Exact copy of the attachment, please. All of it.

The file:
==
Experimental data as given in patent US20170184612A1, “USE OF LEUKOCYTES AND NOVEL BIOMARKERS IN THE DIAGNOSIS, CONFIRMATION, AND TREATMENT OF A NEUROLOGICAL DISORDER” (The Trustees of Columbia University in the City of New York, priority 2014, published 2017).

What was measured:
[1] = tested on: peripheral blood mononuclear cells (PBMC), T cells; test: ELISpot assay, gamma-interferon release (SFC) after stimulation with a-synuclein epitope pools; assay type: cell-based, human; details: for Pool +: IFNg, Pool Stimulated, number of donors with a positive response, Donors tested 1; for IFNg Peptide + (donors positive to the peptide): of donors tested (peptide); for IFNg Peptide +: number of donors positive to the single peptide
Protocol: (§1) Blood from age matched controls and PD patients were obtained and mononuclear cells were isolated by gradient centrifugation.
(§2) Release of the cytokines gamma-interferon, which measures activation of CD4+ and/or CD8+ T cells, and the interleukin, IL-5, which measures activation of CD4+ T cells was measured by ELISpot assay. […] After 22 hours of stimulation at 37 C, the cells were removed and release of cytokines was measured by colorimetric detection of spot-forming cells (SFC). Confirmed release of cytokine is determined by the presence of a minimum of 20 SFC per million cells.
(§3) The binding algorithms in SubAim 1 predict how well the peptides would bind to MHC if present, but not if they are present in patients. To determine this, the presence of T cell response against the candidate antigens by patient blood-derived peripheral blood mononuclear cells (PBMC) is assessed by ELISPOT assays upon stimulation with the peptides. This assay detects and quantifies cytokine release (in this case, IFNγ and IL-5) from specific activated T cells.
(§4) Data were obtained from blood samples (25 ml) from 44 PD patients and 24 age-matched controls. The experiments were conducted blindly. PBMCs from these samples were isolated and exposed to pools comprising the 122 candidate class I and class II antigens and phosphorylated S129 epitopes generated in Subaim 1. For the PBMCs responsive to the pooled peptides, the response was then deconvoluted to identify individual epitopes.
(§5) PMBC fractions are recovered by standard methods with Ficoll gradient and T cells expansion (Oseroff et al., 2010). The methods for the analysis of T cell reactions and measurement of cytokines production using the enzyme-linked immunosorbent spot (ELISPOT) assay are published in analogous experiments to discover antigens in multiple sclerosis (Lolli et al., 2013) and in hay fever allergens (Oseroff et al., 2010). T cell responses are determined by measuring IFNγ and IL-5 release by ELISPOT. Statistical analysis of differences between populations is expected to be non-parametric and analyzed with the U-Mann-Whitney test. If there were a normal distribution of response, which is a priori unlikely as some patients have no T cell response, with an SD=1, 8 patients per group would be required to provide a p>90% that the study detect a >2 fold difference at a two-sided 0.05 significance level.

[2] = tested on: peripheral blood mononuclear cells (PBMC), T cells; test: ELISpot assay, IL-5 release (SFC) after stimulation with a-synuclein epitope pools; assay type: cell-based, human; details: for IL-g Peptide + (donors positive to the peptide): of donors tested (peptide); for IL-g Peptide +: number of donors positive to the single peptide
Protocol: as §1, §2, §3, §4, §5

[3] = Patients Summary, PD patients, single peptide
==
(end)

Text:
Experimental data as given in patent US20170184612A1, “USE OF LEUKOCYTES AND NOVEL BIOMARKERS IN THE DIAGNOSIS, CONFIRMATION, AND TREATMENT OF A NEUROLOGICAL DISORDER” (The Trustees of Columbia University in the City of New York, priority 2014, published 2017).

What was measured:
[1] = tested on: peripheral blood mononuclear cells (PBMC), T cells; test: ELISpot assay, gamma-interferon release (SFC) after stimulation with a-synuclein epitope pools; assay type: cell-based, human; details: for Pool +: IFNg, Pool Stimulated, number of donors with a positive response, Donors tested 1; for IFNg Peptide + (donors positive to the peptide): of donors tested (peptide); for IFNg Peptide +: number of donors positive to the single peptide
Protocol: (§1) Blood from age matched controls and PD patients were obtained and mononuclear cells were isolated by gradient centrifugation.
(§2) Release of the cytokines gamma-interferon, which measures activation of CD4+ and/or CD8+ T cells, and the interleukin, IL-5, which measures activation of CD4+ T cells was measured by ELISpot assay. […] After 22 hours of stimulation at 37 C, the cells were removed and release of cytokines was measured by colorimetric detection of spot-forming cells (SFC). Confirmed release of cytokine is determined by the presence of a minimum of 20 SFC per million cells.
(§3) The binding algorithms in SubAim 1 predict how well the peptides would bind to MHC if present, but not if they are present in patients. To determine this, the presence of T cell response against the candidate antigens by patient blood-derived peripheral blood mononuclear cells (PBMC) is assessed by ELISPOT assays upon stimulation with the peptides. This assay detects and quantifies cytokine release (in this case, IFNγ and IL-5) from specific activated T cells.
(§4) Data were obtained from blood samples (25 ml) from 44 PD patients and 24 age-matched controls. The experiments were conducted blindly. PBMCs from these samples were isolated and exposed to pools comprising the 122 candidate class I and class II antigens and phosphorylated S129 epitopes generated in Subaim 1. For the PBMCs responsive to the pooled peptides, the response was then deconvoluted to identify individual epitopes.
(§5) PMBC fractions are recovered by standard methods with Ficoll gradient and T cells expansion (Oseroff et al., 2010). The methods for the analysis of T cell reactions and measurement of cytokines production using the enzyme-linked immunosorbent spot (ELISPOT) assay are published in analogous experiments to discover antigens in multiple sclerosis (Lolli et al., 2013) and in hay fever allergens (Oseroff et al., 2010). T cell responses are determined by measuring IFNγ and IL-5 release by ELISPOT. Statistical analysis of differences between populations is expected to be non-parametric and analyzed with the U-Mann-Whitney test. If there were a normal distribution of response, which is a priori unlikely as some patients have no T cell response, with an SD=1, 8 patients per group would be required to provide a p>90% that the study detect a >2 fold difference at a two-sided 0.05 significance level.

[2] = tested on: peripheral blood mononuclear cells (PBMC), T cells; test: ELISpot assay, IL-5 release (SFC) after stimulation with a-synuclein epitope pools; assay type: cell-based, human; details: for IL-g Peptide + (donors positive to the peptide): of donors tested (peptide); for IL-g Peptide +: number of donors positive to the single peptide
Protocol: as §1, §2, §3, §4, §5

[3] = Patients Summary, PD patients, single peptide